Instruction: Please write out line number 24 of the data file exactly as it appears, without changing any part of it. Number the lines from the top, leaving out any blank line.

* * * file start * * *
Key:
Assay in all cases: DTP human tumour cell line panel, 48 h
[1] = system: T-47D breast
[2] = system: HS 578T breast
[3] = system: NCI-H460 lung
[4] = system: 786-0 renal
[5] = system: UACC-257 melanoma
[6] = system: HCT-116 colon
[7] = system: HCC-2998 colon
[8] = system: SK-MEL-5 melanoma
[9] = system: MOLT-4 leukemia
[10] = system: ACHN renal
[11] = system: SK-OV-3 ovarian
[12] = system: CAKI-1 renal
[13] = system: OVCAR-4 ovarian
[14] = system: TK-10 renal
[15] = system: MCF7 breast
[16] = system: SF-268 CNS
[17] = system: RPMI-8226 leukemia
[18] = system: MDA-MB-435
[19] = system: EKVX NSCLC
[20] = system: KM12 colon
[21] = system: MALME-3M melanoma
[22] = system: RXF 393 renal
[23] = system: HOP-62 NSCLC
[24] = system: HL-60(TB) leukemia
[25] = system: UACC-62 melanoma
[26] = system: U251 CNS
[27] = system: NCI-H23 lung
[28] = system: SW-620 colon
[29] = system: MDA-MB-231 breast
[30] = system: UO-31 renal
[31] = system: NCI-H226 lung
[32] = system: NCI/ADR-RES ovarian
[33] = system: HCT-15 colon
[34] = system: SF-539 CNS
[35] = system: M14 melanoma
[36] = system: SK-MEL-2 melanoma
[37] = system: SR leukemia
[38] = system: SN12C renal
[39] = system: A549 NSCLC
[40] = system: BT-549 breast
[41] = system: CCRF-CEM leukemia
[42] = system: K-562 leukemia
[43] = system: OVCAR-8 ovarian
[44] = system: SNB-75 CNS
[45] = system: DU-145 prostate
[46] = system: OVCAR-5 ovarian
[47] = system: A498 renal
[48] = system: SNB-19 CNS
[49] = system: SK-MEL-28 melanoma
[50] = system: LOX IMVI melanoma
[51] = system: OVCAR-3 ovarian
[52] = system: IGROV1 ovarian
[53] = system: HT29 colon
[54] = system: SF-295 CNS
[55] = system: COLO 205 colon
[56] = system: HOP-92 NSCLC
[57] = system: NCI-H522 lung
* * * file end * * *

[22] = system: RXF 393 renal